You also need to have a delivery plan – you’ve got a nasty weapon, so how are you going to get it there? Warlords move a maximum of 6” per turn without some sort of shenanigans, while Reavers can move up to 9”. That means you’ve got an effective range of 8” with a power claw or 11” with a chainfist or power fist on a Reaver if you charge and push for movement. Most lists will work through this with some combination of Full Stride orders, pushing for Power to Locomotors, and stratagems in the early game, setting you up for decisive charges in rounds 3 or 4 (maybe turn 2 if the enemy is also moving at you, for some reason).
Speaking of Stratagems, the clear winners for Charging are the Traitors, with the Unbridled Hatred allegiance trait giving a Titan once per game 2” extra movement and +1A with all melee weapons for the entire turn this makes any charge more devastating, and more likely to happen. But the Traitors also have access to War Lust, giving an extra 2” to the booster movement value of all friendly Titans and +2 to issuing Full Stride orders, make use of this turn 1 so that you’re moving your Reavers 22” turn 1 down the field. Then for the big charge turn there’s Bloodlust which gives +2 to the roll for issuing Charge Orders as well as a +2 to hit bonus when attacking enemy units within 2” making not only melee attacks far more reliable but also Smash attacks and all ranged attacks while still making targeted attacks.
Loyalists aren’t completely left out of the action, as they have several stratagems which improve their command checks and combat effectiveness such as Iron Resolve to auto pass an order after failing the command check and Great Crusade Titans which effectively adds 2 extra attacks on all charge orders for the turn its used, making the Titans count as having moved 6″ more than they actually did giving Chainfists a minimum 5 attacks plus the distance they actually travelled.
Bair: Something fun to do with Gryphonicus is to use Reckless Maverick while on a Charge order to be able to get into position and then make a charge move, or if possible then being able to make 2 Charge attacks in the movement phase.
As part of that plan, you need to have a solid working knowledge of the movement rules, especially on the charge. One of the biggest things new players miss in AT is that the Charge order only stops Titans from turning after they start to move – it doesn’t stop them from moving freely within their front arc or turning on the spot before moving. What this means is that you can turn before your move, start moving in one direction, then complete your move in another direction so long as you’re moving within your front arc and don’t make any turns once you start moving. You can use this to step around screening units, charge out from behind a building, or any number of other shenanigans.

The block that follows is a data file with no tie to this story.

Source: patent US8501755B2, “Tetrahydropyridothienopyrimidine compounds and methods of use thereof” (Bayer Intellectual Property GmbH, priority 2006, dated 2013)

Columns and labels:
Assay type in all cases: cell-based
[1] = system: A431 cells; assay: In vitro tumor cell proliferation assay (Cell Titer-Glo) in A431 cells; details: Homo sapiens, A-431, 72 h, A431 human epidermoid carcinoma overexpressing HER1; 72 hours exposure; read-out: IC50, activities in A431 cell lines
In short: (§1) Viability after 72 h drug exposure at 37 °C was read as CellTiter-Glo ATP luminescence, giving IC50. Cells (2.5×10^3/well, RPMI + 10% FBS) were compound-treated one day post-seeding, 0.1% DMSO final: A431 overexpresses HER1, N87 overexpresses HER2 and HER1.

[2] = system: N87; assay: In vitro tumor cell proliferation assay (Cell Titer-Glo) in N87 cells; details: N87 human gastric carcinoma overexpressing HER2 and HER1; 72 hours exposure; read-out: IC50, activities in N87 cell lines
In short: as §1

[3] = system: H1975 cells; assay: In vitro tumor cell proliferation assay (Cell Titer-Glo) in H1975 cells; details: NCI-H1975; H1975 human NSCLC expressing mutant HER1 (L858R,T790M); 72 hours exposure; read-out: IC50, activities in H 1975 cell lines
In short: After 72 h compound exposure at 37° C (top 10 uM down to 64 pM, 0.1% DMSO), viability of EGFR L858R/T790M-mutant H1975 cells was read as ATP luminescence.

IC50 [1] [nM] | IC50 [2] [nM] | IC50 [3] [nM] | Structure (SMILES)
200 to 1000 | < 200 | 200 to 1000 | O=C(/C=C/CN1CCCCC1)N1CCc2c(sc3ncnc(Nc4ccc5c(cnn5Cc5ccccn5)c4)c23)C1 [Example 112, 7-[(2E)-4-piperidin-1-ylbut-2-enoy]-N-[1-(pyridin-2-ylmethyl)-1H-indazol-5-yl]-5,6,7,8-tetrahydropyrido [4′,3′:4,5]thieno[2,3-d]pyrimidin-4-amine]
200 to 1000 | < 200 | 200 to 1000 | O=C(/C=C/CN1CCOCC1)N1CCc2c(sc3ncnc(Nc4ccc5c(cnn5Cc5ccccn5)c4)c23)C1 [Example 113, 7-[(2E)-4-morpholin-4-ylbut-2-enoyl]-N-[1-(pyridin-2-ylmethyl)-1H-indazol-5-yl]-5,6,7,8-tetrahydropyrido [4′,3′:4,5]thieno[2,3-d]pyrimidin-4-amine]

Speaking of buildings, don’t be afraid to hide behind cover on your way in. If you’re looking to get a decisive charge off, you need to keep the engine alive until you can make it there. Take advantage of the terrain and make judicious use of Emergency Repairs to cross the board while keeping your voids up.
Condit: I regularly run power claw-equipped Warlords, and one of the biggest things that has improved their effectiveness is not being afraid to issue Emergency Repairs in the Strategy phase, then push for movement in the Movement phase. The temptation is always there to stand and shoot, but since you’ve only got two guns you might as well push forward.
There’s one final thing you need to play around: Vox Blackout. Close-combat lists live and die on their orders, and a canny opponent will save Vox Blackout for the turn when it looks most like you’re going to charge them. There are a few ways to get around this, either by setting it up so there’s not a singular decisive turn in which charge orders are necessary, or by just being threatening enough in the Combat phase to where you can push in and still get the kill.
It’s easy to see, then, why Legio Vulpa are the undisputed champs of CQC (Claw Quarters Combat) in Adeptus Titanicus. Honour and Blood improves their reliability, pushing Warhound and Reaver Smash attacks to 3+ and Warlord claws to 2+ to hit. Disruption Emitters stacks on top of this to make all of your attacks hit hard, pushing your Warhound’s Smash attack up to strength 9 and turning dedicated melee engines into blenders. Finally, while they don’t have any legio-specific stuff that helps them close the gap, declaring Traitor allegiance gives them access to a powerful allegiance ability and an incredible toolkit of stratagems that will help them get to where they want to be.